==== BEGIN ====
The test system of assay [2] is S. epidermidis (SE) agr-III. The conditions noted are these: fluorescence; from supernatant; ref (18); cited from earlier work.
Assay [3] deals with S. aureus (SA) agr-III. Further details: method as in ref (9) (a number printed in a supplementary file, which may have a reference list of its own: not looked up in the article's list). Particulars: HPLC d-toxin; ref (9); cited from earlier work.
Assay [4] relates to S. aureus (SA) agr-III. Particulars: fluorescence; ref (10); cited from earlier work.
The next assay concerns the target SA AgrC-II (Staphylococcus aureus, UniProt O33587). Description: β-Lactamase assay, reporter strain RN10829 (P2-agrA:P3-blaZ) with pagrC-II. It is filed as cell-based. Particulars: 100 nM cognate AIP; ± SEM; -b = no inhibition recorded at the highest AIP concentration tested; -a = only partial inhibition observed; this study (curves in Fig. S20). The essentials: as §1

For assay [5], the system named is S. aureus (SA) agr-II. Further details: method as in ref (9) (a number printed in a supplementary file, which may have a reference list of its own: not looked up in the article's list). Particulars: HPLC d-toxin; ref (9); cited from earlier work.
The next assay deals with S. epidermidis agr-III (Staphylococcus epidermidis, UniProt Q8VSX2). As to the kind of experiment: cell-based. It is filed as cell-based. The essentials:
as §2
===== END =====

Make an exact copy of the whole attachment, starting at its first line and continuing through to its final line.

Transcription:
The test system of assay [2] is S. epidermidis (SE) agr-III. The conditions noted are these: fluorescence; from supernatant; ref (18); cited from earlier work.
Assay [3] deals with S. aureus (SA) agr-III. Further details: method as in ref (9) (a number printed in a supplementary file, which may have a reference list of its own: not looked up in the article's list). Particulars: HPLC d-toxin; ref (9); cited from earlier work.
Assay [4] relates to S. aureus (SA) agr-III. Particulars: fluorescence; ref (10); cited from earlier work.
The next assay concerns the target SA AgrC-II (Staphylococcus aureus, UniProt O33587). Description: β-Lactamase assay, reporter strain RN10829 (P2-agrA:P3-blaZ) with pagrC-II. It is filed as cell-based. Particulars: 100 nM cognate AIP; ± SEM; -b = no inhibition recorded at the highest AIP concentration tested; -a = only partial inhibition observed; this study (curves in Fig. S20). The essentials: as §1

For assay [5], the system named is S. aureus (SA) agr-II. Further details: method as in ref (9) (a number printed in a supplementary file, which may have a reference list of its own: not looked up in the article's list). Particulars: HPLC d-toxin; ref (9); cited from earlier work.
The next assay deals with S. epidermidis agr-III (Staphylococcus epidermidis, UniProt Q8VSX2). As to the kind of experiment: cell-based. It is filed as cell-based. The essentials:
as §2